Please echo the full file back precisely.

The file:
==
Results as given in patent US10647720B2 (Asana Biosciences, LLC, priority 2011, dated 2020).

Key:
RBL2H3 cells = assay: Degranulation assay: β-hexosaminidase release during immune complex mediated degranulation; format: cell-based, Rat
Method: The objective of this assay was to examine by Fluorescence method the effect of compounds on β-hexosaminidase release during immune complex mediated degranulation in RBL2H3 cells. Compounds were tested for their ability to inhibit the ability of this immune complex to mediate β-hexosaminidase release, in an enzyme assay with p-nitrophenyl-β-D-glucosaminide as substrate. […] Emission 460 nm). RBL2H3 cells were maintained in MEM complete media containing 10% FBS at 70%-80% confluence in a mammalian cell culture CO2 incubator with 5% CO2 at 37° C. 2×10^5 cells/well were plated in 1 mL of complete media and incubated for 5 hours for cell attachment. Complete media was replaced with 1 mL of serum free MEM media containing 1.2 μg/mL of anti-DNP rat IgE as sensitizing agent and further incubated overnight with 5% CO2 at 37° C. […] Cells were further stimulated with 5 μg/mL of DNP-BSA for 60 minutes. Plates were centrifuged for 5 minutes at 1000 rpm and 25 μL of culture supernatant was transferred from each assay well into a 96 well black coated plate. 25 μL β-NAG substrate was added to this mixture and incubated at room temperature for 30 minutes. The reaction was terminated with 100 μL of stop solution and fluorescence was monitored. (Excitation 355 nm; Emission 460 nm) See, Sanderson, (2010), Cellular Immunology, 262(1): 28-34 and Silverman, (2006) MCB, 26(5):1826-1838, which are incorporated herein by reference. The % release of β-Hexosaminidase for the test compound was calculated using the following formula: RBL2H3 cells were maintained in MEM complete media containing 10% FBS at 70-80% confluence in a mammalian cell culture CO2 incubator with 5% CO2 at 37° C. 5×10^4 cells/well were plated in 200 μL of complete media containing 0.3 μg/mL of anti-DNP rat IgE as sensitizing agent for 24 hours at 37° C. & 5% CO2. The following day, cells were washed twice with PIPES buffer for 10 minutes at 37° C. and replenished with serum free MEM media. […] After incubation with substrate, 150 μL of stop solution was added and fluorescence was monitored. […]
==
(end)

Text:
Results as given in patent US10647720B2 (Asana Biosciences, LLC, priority 2011, dated 2020).

Key:
RBL2H3 cells = assay: Degranulation assay: β-hexosaminidase release during immune complex mediated degranulation; format: cell-based, Rat
Method: The objective of this assay was to examine by Fluorescence method the effect of compounds on β-hexosaminidase release during immune complex mediated degranulation in RBL2H3 cells. Compounds were tested for their ability to inhibit the ability of this immune complex to mediate β-hexosaminidase release, in an enzyme assay with p-nitrophenyl-β-D-glucosaminide as substrate. […] Emission 460 nm). RBL2H3 cells were maintained in MEM complete media containing 10% FBS at 70%-80% confluence in a mammalian cell culture CO2 incubator with 5% CO2 at 37° C. 2×10^5 cells/well were plated in 1 mL of complete media and incubated for 5 hours for cell attachment. Complete media was replaced with 1 mL of serum free MEM media containing 1.2 μg/mL of anti-DNP rat IgE as sensitizing agent and further incubated overnight with 5% CO2 at 37° C. […] Cells were further stimulated with 5 μg/mL of DNP-BSA for 60 minutes. Plates were centrifuged for 5 minutes at 1000 rpm and 25 μL of culture supernatant was transferred from each assay well into a 96 well black coated plate. 25 μL β-NAG substrate was added to this mixture and incubated at room temperature for 30 minutes. The reaction was terminated with 100 μL of stop solution and fluorescence was monitored. (Excitation 355 nm; Emission 460 nm) See, Sanderson, (2010), Cellular Immunology, 262(1): 28-34 and Silverman, (2006) MCB, 26(5):1826-1838, which are incorporated herein by reference. The % release of β-Hexosaminidase for the test compound was calculated using the following formula: RBL2H3 cells were maintained in MEM complete media containing 10% FBS at 70-80% confluence in a mammalian cell culture CO2 incubator with 5% CO2 at 37° C. 5×10^4 cells/well were plated in 200 μL of complete media containing 0.3 μg/mL of anti-DNP rat IgE as sensitizing agent for 24 hours at 37° C. & 5% CO2. The following day, cells were washed twice with PIPES buffer for 10 minutes at 37° C. and replenished with serum free MEM media. […] After incubation with substrate, 150 μL of stop solution was added and fluorescence was monitored. […]